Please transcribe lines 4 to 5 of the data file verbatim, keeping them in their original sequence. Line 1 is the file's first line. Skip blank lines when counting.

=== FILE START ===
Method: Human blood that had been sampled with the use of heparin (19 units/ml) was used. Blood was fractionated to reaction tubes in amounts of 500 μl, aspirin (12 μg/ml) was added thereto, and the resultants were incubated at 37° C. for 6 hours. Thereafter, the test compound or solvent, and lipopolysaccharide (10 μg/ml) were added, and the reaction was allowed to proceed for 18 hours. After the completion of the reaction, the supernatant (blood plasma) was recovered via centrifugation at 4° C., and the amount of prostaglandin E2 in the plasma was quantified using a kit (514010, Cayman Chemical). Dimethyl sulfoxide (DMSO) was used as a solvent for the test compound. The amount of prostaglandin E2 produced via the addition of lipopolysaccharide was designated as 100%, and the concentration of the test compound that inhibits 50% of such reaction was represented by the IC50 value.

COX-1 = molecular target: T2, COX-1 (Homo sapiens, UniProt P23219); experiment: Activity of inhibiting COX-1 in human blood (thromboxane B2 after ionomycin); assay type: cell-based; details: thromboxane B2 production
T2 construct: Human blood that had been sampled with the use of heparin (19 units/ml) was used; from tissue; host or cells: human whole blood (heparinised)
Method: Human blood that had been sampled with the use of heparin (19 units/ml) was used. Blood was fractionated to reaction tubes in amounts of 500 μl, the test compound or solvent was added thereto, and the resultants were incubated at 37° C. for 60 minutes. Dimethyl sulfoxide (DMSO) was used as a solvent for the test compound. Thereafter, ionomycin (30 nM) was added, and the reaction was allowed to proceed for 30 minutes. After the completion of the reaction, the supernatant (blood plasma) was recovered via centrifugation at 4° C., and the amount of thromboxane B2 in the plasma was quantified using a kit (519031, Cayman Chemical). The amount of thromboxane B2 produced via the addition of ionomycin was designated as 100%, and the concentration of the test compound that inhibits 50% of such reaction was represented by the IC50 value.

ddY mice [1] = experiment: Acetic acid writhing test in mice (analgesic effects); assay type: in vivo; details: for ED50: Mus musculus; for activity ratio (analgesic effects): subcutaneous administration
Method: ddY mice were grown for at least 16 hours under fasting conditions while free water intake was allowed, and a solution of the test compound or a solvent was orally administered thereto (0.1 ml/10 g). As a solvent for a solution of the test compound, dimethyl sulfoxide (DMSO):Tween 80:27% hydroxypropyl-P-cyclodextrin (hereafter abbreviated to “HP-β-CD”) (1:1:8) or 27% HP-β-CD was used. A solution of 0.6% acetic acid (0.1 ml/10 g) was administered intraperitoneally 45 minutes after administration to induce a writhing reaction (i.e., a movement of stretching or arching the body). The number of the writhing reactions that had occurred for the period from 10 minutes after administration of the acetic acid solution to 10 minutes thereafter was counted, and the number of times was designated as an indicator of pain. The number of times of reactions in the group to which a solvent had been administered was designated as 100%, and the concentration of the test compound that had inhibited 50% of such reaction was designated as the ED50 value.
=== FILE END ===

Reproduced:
Method: Human blood that had been sampled with the use of heparin (19 units/ml) was used. Blood was fractionated to reaction tubes in amounts of 500 μl, the test compound or solvent was added thereto, and the resultants were incubated at 37° C. for 60 minutes. Dimethyl sulfoxide (DMSO) was used as a solvent for the test compound. Thereafter, ionomycin (30 nM) was added, and the reaction was allowed to proceed for 30 minutes. After the completion of the reaction, the supernatant (blood plasma) was recovered via centrifugation at 4° C., and the amount of thromboxane B2 in the plasma was quantified using a kit (519031, Cayman Chemical). The amount of thromboxane B2 produced via the addition of ionomycin was designated as 100%, and the concentration of the test compound that inhibits 50% of such reaction was represented by the IC50 value.

ddY mice [1] = experiment: Acetic acid writhing test in mice (analgesic effects); assay type: in vivo; details: for ED50: Mus musculus; for activity ratio (analgesic effects): subcutaneous administration